Barrier islands’ harsh conditions, including nutrient and freshwater limitations and extremes of light and temperature, along with frequent large-scale disturbances, such as hurricanes, limit the number of plants species able to survive. As a result, successional trajectories can be convoluted. For instance, do lianas, climbing plants that simultaneously compete with existing flora while also opening up the canopy to other species, accelerate or delay the shift from woody communities to the historical climax community, maritime forest? New research suggests that both lianas’ and shrubs’ expansion is self-reinforcing and together, could increasingly delay or prevent forest succession in temperate coastal sires.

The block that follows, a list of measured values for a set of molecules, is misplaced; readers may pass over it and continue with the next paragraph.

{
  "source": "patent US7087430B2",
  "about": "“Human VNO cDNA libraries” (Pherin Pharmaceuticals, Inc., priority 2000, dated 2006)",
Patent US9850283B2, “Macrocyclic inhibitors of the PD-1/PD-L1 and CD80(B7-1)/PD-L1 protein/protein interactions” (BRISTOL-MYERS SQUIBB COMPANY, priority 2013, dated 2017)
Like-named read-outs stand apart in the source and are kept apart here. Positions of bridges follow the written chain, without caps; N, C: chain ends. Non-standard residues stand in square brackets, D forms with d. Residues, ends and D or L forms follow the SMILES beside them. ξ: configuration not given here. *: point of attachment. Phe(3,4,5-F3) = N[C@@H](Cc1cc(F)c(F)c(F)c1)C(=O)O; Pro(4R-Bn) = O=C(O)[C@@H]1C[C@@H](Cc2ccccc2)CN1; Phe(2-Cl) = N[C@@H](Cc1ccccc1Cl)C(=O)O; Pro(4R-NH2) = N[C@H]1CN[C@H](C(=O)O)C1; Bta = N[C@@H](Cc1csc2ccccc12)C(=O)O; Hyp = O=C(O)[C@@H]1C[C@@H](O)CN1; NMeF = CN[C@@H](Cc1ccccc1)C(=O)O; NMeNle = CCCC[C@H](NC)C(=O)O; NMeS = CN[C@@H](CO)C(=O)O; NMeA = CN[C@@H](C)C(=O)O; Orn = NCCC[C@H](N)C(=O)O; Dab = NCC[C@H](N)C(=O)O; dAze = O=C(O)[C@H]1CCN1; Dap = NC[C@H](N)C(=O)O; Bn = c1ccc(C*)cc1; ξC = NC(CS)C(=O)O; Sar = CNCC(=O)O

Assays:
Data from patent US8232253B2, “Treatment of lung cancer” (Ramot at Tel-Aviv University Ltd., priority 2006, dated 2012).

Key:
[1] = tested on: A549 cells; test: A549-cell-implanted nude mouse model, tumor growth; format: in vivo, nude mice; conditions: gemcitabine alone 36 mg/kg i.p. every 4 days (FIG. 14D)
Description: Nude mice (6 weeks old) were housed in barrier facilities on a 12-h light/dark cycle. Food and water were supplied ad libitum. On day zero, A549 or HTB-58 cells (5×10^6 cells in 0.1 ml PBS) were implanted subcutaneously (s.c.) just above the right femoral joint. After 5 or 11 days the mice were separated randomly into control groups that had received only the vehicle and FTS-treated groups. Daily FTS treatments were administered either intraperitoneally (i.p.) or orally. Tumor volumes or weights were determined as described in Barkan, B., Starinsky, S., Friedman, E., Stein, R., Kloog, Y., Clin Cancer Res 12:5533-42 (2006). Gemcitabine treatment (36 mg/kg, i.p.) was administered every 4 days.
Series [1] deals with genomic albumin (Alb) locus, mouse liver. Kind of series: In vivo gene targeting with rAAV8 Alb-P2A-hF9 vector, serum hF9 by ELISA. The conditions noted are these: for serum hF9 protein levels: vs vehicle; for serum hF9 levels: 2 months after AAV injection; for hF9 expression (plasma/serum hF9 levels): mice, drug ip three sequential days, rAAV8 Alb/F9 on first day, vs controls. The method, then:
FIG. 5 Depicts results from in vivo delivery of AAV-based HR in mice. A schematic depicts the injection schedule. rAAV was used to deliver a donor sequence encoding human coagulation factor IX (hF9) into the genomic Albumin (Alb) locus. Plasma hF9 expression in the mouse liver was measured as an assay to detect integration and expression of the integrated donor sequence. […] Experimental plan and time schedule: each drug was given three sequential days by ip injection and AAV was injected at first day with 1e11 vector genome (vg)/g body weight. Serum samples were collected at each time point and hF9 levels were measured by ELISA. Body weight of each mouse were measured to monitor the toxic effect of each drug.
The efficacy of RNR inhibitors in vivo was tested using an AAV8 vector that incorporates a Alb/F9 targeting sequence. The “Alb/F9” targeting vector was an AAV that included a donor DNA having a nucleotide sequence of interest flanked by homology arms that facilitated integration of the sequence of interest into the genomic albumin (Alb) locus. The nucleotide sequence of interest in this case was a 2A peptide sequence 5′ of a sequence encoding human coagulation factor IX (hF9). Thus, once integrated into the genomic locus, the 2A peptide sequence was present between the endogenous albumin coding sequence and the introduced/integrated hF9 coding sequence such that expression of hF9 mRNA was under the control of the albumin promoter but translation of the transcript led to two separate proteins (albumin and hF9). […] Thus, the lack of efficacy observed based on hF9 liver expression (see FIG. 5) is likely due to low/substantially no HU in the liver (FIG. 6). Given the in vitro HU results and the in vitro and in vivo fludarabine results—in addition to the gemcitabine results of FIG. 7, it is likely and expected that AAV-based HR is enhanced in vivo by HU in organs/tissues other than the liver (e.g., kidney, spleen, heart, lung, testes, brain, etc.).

LTER Network News: 2018 December
LTER at AGU 2018: Exploring the depths beneath our feet
Q&A with Lauren Alteio: First isolation of giant virus genomes in soil from a forest ecosystem
New Video: NSF LTER All Scientists' Meeting Reflections
A framework for managing Alaskan Boreal forests in a warming climate